The Intersection of Religion and Environmental Activism

by Amanda J. Baugh, author of God and the Green Divide: Religious Environmentalism in Black and White

On Monday afternoon, the Rev. Canon Sally Bingham spoke in front of the office of Senator Dianne Feinstein as part of #DayAgainstDenial, a nationwide series of events asking senators to block climate change deniers from serving in the Trump cabinet. Leaders of the ecumenical Christian group Creation Justice Ministries and the Coalition on the Environment in Jewish Life, and even evangelical and Catholic pro-life Christian groups have also banded together to oppose the appointment of Scott Pruitt to head the EPA. These groups appeal to their scriptures and faith traditions as they urge legislators to advance a biblical mandate to be good stewards of God’s Creation.

This type of religiously grounded environmental activism has become increasingly prevalent in the last decade, but the motivations inspiring religious communities to act are much more complicated than a simple hunch that God wants us to “go green.”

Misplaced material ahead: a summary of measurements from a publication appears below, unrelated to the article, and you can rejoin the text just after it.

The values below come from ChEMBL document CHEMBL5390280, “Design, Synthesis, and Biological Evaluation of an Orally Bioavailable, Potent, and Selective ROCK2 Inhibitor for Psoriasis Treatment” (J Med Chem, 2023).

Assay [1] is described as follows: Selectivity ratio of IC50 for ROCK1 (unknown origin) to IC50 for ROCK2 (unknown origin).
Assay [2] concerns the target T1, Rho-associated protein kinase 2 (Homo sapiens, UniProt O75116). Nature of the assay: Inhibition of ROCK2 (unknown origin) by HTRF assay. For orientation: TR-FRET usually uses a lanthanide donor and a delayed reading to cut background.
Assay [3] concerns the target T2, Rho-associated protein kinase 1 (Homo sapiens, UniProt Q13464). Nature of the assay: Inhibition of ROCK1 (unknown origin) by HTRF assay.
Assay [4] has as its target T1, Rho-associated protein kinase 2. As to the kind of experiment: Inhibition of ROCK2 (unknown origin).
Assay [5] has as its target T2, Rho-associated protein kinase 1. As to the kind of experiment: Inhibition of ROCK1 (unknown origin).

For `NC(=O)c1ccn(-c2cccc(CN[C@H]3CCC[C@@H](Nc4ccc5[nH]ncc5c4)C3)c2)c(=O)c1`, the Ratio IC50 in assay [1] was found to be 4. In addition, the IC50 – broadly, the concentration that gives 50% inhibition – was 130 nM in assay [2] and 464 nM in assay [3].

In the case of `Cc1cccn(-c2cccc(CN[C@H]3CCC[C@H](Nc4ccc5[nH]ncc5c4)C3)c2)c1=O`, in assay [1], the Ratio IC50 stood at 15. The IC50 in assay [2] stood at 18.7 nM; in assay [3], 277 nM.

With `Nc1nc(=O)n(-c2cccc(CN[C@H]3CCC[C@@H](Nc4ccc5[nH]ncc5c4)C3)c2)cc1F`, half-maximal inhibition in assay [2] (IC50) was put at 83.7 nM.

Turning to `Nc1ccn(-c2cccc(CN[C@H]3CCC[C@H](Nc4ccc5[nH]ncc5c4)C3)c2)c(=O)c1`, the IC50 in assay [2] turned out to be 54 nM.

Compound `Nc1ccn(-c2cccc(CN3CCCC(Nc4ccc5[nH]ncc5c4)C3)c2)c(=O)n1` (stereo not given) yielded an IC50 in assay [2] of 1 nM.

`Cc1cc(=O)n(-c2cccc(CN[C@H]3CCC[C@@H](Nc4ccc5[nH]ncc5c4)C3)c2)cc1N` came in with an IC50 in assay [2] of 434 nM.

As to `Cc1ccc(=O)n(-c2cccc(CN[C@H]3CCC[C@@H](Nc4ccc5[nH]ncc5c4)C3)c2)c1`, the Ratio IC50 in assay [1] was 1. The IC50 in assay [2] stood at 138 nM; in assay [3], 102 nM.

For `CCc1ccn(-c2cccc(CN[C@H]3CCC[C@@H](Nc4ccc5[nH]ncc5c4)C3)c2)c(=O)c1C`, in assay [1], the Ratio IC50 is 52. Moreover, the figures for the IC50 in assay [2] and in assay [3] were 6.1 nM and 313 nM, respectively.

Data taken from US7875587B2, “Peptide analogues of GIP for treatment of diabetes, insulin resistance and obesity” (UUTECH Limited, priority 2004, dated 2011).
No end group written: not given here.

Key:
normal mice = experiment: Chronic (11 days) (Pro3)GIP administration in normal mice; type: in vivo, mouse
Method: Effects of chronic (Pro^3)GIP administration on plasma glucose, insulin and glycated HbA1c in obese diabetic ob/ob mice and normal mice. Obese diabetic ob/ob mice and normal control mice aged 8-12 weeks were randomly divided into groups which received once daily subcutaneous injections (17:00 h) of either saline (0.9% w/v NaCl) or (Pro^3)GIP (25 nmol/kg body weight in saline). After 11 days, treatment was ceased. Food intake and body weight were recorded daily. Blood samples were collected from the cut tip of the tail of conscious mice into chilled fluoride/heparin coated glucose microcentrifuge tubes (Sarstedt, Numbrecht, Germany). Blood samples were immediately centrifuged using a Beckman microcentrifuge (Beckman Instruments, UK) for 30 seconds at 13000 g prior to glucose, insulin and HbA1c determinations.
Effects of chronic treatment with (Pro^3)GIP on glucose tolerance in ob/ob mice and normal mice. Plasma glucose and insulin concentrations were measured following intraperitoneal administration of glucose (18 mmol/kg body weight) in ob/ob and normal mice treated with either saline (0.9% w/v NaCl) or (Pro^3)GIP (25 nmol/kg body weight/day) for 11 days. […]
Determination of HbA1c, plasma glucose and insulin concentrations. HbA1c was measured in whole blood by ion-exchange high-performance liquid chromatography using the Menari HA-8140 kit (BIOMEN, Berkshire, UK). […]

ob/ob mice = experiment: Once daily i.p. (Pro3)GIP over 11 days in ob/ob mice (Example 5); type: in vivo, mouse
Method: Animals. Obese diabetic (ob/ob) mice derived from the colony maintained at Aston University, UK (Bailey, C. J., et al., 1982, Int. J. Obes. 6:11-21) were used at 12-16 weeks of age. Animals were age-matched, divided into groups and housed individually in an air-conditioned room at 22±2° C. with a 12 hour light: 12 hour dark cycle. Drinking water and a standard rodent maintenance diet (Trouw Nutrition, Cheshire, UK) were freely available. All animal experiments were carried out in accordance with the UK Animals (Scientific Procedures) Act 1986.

In God and the Green Divide, I examine religious environmental organizing in Chicago to show how dynamics of race, ethnicity, and class have shaped contemporary “greening of religion” movements. Focusing on the interfaith environmental organization Faith in Place, I analyze differing environmental values and motivations among the organization’s black and white participants. Faith in Place’s leaders suggested that every religion supports concern for the earth so all people of faith must take measures to protect the planet. Yet participants engaged in environmental activism based on a complex set of factors specific to their own communities, including concerns about job opportunities and health, urgencies of displaying positive civic identity, and feelings of guilt that arise from white privilege. Attending to the complex array of factors that shape individuals’ decisions to “go green” can offer a more complete understanding of the intersection of contemporary religious and environmental worlds.


Amanda J. Baugh is Assistant Professor of Religion and Environment at California State University, Northridge.

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